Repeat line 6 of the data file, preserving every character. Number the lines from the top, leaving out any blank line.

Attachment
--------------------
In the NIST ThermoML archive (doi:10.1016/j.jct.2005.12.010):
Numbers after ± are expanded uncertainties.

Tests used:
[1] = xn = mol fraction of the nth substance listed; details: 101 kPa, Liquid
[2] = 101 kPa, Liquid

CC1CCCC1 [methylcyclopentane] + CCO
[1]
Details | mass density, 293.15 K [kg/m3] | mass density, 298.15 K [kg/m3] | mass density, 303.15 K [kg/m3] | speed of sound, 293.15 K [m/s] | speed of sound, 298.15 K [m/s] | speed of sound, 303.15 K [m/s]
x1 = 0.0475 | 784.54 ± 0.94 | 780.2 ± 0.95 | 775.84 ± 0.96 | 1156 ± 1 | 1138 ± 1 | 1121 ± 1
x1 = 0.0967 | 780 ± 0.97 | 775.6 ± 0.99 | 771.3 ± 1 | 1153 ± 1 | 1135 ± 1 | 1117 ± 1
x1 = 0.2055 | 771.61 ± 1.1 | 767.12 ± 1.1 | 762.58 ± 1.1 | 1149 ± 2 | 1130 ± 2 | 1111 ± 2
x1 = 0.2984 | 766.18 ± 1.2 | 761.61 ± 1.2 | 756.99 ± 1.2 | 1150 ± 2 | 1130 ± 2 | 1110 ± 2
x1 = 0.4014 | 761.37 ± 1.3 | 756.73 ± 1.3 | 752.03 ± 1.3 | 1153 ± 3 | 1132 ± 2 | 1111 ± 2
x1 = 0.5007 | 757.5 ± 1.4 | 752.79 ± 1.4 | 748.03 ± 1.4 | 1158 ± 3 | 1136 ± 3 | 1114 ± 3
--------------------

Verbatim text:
CC1CCCC1 [methylcyclopentane] + CCO